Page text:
Jay-Z Launches Roc Lit 101 Imprint at Random House | Book Pulse

Jay-Z's Roc Nation is partnering with Random House on the new imprint Roc Lit 101, and the first releases will be memoirs by former Yankee CC Sabathia and music journalist Danyel Smith. The January Library Reads list is out, with The Wife Upstairs by Rachel Hawkins as the number one pick. More lists of the best books of 2020 arrive from the Asian American Writers’ Workshop, The A.V. Club, Slate, Vox, and more. MLA gives its 2020 First Book award to The Practice of Citizenship: Black Politics and Print Culture in the Early United States by Derrick R. Spires. Plus, news on adaptations of Clap When You Land by Elizabeth Acevedo, Life After Life by Kate Atkinson, Burn-In: A Novel of the Real Robotic Revolution by P. W. Singer and August Cole, and more.

Want to get the latest book news delivered to your inbox each day? Sign up for our daily Book Pulse newsletter.

Forthcoming Book News

Jay-Z's Roc Nation is partnering with Random House on the new imprint Roc Lit 101. First up in summer 2021 are memoirs by former Yankee CC Sabathia and music journalist Danyel Smith. Publishers Lunch has details.

Titan Books will publish When Things Get Dark: Stories Inspired by Shirley Jackson, featuring work by Joyce Carol Oates, Josh Malerman, Paul Tremblay, and more, next fall. The Bookseller has the news.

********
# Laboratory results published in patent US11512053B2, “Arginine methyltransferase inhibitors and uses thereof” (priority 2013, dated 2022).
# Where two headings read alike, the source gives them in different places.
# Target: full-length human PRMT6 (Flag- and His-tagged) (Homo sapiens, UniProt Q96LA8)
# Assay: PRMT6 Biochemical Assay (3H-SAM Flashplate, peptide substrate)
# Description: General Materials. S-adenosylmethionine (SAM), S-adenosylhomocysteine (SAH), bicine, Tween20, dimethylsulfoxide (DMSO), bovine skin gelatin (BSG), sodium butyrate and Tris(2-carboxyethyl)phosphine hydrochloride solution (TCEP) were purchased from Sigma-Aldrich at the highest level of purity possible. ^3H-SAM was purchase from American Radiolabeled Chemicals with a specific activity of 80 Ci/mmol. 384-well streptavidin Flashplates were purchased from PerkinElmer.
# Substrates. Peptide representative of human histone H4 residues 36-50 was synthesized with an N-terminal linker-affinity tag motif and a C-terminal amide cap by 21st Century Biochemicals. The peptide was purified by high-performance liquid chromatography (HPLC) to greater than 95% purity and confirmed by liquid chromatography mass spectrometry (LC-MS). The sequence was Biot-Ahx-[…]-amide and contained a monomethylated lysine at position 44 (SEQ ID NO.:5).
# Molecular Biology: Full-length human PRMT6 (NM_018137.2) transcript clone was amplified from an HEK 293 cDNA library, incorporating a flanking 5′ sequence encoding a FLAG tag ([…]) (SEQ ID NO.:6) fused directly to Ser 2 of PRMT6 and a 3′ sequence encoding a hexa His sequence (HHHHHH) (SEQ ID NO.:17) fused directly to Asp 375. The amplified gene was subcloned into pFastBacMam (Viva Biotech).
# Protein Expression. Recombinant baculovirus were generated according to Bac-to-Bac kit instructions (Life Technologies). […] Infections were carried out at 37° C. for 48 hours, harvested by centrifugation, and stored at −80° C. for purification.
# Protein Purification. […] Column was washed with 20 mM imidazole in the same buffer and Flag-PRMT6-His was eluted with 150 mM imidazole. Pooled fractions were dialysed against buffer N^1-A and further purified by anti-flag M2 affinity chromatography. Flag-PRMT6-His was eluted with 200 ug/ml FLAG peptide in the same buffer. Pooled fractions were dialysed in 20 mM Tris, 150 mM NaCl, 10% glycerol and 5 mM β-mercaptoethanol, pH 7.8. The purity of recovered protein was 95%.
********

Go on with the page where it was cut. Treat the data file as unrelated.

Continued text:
Entertainment Weekly has a cover reveal for While We Were Dating by Jasmine Guillory (Berkley: Penguin), due out July 2021, plus a Q&A with the author. Also, DC will publish a monthly series featuring The Joker starting in March

In other comic news, Deadpool creator Rob Liefeld will bring a reimagined Mighty Crusaders to Archie Comics in a four-issue series next year. Deadline reports.

Tor.com excerpts Persephone Station by Stina Leicht (Saga: S. & S.), due out Jan. 5. Also, news that MIRA will publish Vampire Weekend and an as-yet untitled book by Mike Chen, due out in 2023 and 2024, respectively.

io9 has an excerpt from Midnight, Water City by Chris Mckinney (Soho Crime). It's due out July 2021.

Reviews 

NPR reviews I Came as a Shadow: An Autobiography by John Thompson with Jesse Washington (Henry Holt: Macmillan): "The writing is good although, at times, the prose doesn't sparkle. What drives you forward as a reader are the experiences."

The Washington Post reviews The Berlin Girl by Mandy Robotham (Avon: HarperCollins): "...deeply researched and heartfelt."